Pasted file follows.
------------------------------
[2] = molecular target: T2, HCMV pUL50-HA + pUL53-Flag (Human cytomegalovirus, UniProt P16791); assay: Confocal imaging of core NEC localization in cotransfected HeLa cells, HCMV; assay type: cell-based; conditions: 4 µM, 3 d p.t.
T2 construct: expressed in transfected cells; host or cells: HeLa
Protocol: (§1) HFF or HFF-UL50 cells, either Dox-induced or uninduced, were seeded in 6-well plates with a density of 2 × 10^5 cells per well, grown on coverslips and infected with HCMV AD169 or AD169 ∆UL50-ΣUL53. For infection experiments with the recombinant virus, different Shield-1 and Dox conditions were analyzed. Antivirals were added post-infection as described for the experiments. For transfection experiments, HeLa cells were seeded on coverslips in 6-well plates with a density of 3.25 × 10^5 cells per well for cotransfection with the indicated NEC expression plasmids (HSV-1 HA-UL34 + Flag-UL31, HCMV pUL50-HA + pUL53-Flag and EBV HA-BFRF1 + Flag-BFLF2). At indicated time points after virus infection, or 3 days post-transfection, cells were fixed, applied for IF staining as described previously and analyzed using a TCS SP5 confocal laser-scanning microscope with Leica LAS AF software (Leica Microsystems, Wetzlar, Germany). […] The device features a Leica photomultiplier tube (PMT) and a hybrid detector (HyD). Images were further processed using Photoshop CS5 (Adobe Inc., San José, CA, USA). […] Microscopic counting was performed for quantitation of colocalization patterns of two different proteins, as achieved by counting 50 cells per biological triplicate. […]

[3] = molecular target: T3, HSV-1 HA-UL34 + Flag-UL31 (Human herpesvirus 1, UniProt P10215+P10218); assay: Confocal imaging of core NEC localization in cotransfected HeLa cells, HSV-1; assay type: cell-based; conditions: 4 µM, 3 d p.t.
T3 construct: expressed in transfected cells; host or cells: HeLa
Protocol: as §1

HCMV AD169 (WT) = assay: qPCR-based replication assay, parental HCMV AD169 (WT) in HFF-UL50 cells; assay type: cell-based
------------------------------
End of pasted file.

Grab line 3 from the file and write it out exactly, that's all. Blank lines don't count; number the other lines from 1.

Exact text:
Protocol: (§1) HFF or HFF-UL50 cells, either Dox-induced or uninduced, were seeded in 6-well plates with a density of 2 × 10^5 cells per well, grown on coverslips and infected with HCMV AD169 or AD169 ∆UL50-ΣUL53. For infection experiments with the recombinant virus, different Shield-1 and Dox conditions were analyzed. Antivirals were added post-infection as described for the experiments. For transfection experiments, HeLa cells were seeded on coverslips in 6-well plates with a density of 3.25 × 10^5 cells per well for cotransfection with the indicated NEC expression plasmids (HSV-1 HA-UL34 + Flag-UL31, HCMV pUL50-HA + pUL53-Flag and EBV HA-BFRF1 + Flag-BFLF2). At indicated time points after virus infection, or 3 days post-transfection, cells were fixed, applied for IF staining as described previously and analyzed using a TCS SP5 confocal laser-scanning microscope with Leica LAS AF software (Leica Microsystems, Wetzlar, Germany). […] The device features a Leica photomultiplier tube (PMT) and a hybrid detector (HyD). Images were further processed using Photoshop CS5 (Adobe Inc., San José, CA, USA). […] Microscopic counting was performed for quantitation of colocalization patterns of two different proteins, as achieved by counting 50 cells per biological triplicate. […]